Self-exclusion, a program “that enables individuals to have themselves banned from entering a casino” (Nowatzki, 2002, p. 3), has been a much discussed and controversial topic since its recent inception. We do not yet have studies that assess the impact of selfexclusion programs. However, the Victorian Gambling Research Panel commissioned the South Australian Centre for Economic Studies to study self-exclusion in Australia during 2001-2002 (South Australian Centre for Economic Studies, 2003). This week’s WAGER reviews data from this study on the self-perceived ability of gambling venues to enforce self-exclusion bans, an important element of successful self-exclusion.
The research group mailed 150 surveys consisting of 20 open and closed response questions to casinos and gambling centers throughout Victoria, Australia. Ninetythree gambling venues responded (55 clubs and 38 hotels) for a response rate of 63%. Most of the venues (72%) rated their experience in identifying selfexcluded problem gamblers who violated their selfexclusion contract on a 5 point scale from “very easy” to “very difficult.” Figure 1 shows that 71% of the respondents reported that “in their experience” it was either “difficult” or “very difficult” to identify a selfexcluded gambler; relatively few (23%) reported it was “easy” or “very easy.” The researchers suggested that perhaps casinos underestimate the likelihood of the program’s effectiveness because of a “conflict of interest where enforcing self-exclusion may impact directly on operator income” (South Australian Centre for Economic Studies, 2003, p. 12).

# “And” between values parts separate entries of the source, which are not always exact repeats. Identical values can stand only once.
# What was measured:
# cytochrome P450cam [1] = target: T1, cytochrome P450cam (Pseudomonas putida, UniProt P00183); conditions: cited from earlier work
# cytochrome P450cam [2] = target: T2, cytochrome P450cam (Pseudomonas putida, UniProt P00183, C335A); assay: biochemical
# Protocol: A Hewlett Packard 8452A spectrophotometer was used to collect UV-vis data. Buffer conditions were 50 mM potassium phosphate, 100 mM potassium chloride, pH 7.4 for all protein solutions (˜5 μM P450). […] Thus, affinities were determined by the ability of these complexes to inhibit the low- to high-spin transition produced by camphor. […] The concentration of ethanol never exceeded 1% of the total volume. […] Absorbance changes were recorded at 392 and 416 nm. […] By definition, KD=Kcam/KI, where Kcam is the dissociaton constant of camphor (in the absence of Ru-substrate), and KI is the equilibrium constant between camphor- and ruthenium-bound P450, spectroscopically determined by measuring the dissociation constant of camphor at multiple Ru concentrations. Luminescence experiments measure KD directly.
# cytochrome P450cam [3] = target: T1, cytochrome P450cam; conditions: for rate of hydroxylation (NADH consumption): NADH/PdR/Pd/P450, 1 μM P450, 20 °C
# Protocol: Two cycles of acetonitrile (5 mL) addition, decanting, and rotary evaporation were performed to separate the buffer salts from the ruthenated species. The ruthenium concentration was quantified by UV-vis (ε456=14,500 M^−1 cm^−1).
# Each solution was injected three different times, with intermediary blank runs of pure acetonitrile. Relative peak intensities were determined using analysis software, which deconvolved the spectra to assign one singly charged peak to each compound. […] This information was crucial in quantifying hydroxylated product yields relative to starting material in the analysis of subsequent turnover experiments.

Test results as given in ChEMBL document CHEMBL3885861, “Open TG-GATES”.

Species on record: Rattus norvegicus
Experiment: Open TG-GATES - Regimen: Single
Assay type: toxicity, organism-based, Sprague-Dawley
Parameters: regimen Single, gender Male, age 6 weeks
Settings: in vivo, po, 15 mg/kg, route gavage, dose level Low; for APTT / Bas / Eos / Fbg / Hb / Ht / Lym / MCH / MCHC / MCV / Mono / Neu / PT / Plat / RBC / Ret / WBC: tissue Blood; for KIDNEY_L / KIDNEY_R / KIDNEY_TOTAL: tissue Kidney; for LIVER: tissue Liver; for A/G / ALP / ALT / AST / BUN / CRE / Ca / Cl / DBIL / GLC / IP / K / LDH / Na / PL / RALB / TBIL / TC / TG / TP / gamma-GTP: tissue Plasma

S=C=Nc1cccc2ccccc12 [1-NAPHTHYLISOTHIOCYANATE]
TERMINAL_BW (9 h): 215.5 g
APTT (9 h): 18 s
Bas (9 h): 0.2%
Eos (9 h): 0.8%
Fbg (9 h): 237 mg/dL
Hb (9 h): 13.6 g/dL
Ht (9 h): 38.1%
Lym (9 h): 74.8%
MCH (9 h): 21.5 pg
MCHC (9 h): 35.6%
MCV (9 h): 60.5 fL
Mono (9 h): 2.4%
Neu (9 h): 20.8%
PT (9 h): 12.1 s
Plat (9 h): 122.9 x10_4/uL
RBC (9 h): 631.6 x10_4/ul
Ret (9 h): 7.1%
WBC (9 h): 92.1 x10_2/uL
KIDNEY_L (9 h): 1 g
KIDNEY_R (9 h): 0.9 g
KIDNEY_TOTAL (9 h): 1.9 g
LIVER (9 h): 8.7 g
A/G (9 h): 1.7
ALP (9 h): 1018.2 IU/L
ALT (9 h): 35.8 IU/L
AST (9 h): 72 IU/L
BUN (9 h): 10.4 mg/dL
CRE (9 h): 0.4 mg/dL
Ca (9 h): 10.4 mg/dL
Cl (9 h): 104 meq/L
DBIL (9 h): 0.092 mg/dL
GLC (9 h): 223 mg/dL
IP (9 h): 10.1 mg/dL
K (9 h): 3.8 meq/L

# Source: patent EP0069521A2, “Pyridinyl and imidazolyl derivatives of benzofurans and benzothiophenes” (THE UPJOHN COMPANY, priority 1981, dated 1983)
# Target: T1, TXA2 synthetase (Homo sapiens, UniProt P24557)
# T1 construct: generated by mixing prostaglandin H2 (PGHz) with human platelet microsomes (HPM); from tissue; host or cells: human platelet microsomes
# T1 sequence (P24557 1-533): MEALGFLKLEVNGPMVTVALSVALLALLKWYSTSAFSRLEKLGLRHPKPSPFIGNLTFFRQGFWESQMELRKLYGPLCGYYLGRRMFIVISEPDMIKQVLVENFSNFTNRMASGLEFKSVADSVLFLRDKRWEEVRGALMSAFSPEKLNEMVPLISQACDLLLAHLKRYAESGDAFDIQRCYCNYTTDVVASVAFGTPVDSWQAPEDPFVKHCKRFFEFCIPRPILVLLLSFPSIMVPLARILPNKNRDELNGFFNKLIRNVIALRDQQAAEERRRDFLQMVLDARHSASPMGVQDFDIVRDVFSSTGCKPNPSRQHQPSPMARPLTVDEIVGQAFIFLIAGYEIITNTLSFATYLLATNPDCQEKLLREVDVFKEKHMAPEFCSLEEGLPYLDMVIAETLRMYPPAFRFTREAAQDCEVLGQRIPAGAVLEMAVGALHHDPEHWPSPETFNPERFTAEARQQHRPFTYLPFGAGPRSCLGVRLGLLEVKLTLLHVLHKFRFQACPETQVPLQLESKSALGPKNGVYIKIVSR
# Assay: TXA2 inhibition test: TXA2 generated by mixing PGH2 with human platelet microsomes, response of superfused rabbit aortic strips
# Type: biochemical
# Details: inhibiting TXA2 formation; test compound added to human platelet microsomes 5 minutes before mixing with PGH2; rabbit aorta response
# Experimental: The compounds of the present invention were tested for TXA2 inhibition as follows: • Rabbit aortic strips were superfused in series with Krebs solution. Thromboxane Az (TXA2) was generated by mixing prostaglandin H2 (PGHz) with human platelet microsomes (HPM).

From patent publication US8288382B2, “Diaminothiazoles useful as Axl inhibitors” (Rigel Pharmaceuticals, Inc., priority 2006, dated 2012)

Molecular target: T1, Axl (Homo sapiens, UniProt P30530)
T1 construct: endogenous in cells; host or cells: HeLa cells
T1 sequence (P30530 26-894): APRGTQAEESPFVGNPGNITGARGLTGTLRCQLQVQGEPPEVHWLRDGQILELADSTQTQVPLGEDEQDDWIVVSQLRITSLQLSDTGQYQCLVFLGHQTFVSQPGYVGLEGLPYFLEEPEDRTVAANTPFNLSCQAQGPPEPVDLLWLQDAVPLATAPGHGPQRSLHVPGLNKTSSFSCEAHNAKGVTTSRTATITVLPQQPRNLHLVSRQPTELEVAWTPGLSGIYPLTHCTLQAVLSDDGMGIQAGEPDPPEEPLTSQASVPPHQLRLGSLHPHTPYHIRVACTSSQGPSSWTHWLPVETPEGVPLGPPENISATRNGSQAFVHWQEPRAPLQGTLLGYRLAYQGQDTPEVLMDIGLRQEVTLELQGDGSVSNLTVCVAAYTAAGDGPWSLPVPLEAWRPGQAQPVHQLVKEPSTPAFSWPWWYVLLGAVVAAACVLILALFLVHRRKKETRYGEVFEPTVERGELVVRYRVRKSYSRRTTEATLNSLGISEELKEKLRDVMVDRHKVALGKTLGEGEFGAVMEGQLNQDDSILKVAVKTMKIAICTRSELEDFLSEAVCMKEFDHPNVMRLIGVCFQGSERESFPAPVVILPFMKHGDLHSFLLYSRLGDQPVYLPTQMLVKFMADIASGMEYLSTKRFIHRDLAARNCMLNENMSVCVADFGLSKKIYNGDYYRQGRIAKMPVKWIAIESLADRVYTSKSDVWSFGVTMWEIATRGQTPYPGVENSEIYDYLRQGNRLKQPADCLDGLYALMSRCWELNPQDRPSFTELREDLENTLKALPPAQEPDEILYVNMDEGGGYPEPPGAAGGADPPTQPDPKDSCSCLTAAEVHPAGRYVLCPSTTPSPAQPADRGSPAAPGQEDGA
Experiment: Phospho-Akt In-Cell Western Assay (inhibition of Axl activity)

Figure 1. Managers’ estimates of ease of identification by staff: Percent non-respondents, percent respondents and distribution of ratings.
This study suggests that gaming venues do not expect self-exclusion programs to be easily enforced.
The study was not without limitations. The survey was addressed to “the manager,” but the report does not indicate who completed the survey. We might expect answers to vary depending on the respondent’s role and responsibilities. The study obtained responses from relatively few venues and consequently may not generalize to all gaming venues in Victoria, venues in Australia, or to venues in other countries. The authors provide many suggestions for improving self-exclusion programs. Some of these include: improving methods of photographic imaging and printing, increasing program funding, developing a statewide central administration, and creating more concrete sanctions for program violations. In addition, gambling venues might be given statewide incentives to enforce and uphold this system, such as positive publicity in the form of community service awards, or taxable sanctions for lack of compliance. More research is needed to determine whether any of these strategies will be successful in promoting and enforcing self-exclusion.
Comments on this article can be addressed to Mike Stanton.
Australian Gaming Council. (2002). Current Issues Related to Identifying the Problem Gambler in the Gambling Venue. South Australian Centre for Economic Studies.
Nowatzki N. et al., (2002). Casino Self-exclusion Programmes: A Review of Issues. International Gambling Studies, Vol. 2, pp. 3-25.
South Australian Centre for Economic Studies. (2003). Evaluation of Self-Exclusion Programs (Part A : Evaluation of Self-Exclusion Programs in Victoria) (2). Victoria, Australia: The Victorian Gambling Research Panel.